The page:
Market Monitor Finds PJM Wholesale Electricity Markets Competitive
EAGLEVILLE, Pa., Nov. 12, 2015 /PRNewswire/ — PJM Interconnection’s wholesale electric energy, capacity and regulation markets produced competitive results during the first nine months of 2015, according to the 2015 Quarterly State of the Market Report for PJM: January through September, released today by Monitoring Analytics, LLC, the Independent Market Monitor for PJM.
The Independent Market Monitor, Joseph Bowring, announced findings of the report today. The report is the Independent Market Monitor’s assessment of the competitiveness of the wholesale electricity markets managed by PJM in 13 states and the District of Columbia. The report includes analysis of market structure, participant behavior and market performance for each of the PJM markets.
“Our analysis concludes that the results of the PJM Energy, Capacity and Regulation Markets in the first nine months of 2015 were competitive,” Bowring said.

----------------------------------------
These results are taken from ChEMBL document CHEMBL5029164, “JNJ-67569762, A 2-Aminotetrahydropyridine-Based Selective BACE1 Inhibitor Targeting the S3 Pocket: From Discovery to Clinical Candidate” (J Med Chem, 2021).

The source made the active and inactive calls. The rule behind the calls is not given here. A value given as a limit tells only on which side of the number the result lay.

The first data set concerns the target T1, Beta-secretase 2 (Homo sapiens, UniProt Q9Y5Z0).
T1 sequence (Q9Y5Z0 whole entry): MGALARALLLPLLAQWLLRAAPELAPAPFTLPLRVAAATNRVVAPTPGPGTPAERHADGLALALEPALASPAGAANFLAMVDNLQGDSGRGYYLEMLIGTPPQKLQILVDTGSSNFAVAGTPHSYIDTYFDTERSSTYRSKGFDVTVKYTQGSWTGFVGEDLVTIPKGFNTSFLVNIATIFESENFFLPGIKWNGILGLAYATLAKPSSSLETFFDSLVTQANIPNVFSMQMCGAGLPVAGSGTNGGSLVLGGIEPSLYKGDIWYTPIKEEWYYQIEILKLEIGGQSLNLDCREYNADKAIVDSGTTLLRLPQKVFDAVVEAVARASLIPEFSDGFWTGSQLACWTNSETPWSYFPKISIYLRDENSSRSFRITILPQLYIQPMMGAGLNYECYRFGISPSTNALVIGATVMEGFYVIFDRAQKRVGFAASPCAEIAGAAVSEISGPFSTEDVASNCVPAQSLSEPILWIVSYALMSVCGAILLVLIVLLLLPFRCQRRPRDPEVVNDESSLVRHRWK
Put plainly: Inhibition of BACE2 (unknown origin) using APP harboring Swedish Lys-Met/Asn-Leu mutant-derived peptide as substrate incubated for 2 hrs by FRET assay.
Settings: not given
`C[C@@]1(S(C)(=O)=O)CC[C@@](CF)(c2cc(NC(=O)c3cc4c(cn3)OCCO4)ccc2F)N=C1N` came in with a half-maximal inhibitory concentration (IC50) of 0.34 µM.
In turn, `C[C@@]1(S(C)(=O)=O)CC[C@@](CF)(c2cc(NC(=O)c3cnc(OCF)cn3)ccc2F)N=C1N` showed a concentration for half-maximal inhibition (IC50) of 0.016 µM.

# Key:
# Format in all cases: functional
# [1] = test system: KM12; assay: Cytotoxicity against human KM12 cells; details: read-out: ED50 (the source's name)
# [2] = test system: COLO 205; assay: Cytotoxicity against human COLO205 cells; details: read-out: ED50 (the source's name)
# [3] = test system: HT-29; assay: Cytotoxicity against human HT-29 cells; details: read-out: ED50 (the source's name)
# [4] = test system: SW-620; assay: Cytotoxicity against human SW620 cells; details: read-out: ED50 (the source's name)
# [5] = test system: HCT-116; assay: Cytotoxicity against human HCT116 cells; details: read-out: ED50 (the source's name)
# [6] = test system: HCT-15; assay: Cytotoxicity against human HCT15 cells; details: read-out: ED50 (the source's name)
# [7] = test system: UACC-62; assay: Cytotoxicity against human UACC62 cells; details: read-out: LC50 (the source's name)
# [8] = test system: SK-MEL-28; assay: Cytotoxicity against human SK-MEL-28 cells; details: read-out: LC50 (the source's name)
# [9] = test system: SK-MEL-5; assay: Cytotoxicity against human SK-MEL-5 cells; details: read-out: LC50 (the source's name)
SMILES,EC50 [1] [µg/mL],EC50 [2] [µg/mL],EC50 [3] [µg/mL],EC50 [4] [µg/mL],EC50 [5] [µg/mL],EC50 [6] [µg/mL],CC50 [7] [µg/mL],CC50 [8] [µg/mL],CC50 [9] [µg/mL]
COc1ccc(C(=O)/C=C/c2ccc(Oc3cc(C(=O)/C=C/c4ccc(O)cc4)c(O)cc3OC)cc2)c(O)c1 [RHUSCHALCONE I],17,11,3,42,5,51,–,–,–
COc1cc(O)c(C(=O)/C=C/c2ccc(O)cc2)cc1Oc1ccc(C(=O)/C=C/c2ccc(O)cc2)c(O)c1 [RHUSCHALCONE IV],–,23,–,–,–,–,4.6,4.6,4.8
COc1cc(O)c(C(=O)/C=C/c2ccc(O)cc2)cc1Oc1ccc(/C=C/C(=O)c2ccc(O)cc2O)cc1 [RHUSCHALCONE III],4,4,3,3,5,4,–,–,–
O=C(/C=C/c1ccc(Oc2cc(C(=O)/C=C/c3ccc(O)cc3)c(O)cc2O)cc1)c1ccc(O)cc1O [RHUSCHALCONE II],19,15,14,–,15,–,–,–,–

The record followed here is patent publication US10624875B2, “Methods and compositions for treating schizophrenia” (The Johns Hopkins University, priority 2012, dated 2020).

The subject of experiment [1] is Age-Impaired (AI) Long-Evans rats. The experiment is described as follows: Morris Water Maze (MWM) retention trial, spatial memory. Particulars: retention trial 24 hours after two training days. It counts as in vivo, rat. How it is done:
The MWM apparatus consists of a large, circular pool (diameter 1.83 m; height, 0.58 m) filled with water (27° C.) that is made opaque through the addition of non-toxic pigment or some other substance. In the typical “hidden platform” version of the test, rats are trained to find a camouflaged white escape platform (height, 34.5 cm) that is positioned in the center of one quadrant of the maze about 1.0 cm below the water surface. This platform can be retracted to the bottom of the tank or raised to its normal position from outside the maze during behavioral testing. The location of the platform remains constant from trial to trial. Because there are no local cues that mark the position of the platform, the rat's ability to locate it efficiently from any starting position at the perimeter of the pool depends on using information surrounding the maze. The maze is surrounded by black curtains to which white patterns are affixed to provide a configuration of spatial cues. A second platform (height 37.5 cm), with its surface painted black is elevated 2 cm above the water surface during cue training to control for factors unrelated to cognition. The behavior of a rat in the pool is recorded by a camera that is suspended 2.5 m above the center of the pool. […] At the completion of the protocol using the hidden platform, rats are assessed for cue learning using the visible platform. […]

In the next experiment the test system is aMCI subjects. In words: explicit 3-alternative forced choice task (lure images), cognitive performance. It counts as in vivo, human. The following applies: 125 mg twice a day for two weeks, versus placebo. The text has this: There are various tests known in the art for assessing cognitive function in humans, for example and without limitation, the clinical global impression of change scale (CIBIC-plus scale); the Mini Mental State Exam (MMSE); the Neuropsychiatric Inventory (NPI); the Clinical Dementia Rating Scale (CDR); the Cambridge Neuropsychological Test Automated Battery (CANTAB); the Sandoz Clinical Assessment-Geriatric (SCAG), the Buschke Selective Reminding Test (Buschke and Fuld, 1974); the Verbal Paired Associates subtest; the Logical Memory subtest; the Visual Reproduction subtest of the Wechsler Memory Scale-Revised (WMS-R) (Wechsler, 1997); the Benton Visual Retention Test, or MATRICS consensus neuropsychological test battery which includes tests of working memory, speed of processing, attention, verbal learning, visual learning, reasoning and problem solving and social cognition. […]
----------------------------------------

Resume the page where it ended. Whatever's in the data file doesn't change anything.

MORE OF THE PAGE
Energy market prices decreased significantly from the first nine months of 2014 as a combined result of lower fuel prices and lower demand. The load-weighted average real-time LMP was 33.5 percent lower in the first nine months of 2015 than in the first nine months of 2014, $38.94 per MWh versus $58.60 per MWh.
Energy prices in PJM in the first nine months of 2015 were set, on average, by units operating at, or close to, their short run marginal costs, although this was not always the case during the high demand hours in February. This is evidence of generally competitive behavior and resulted in a competitive market outcome.
Net revenue is a key measure of overall market performance as well as a measure of the incentive to invest in new generation to serve PJM markets. While net revenues were uniformly lower for new entrant units in the first nine months of 2015 than in the first nine months of 2014, the comparison to the first nine months of 2014 reflects the very high net revenues in January 2014. In the first nine months of 2015, average energy market net revenues decreased by 13 percent for a new combustion turbine, 18 percent for a new combined cycle, 53 percent for a new coal plant, 64 percent for a new diesel unit, 39 percent for a new nuclear plant, 20 percent for a new wind installation, and 5 percent for a new solar installation.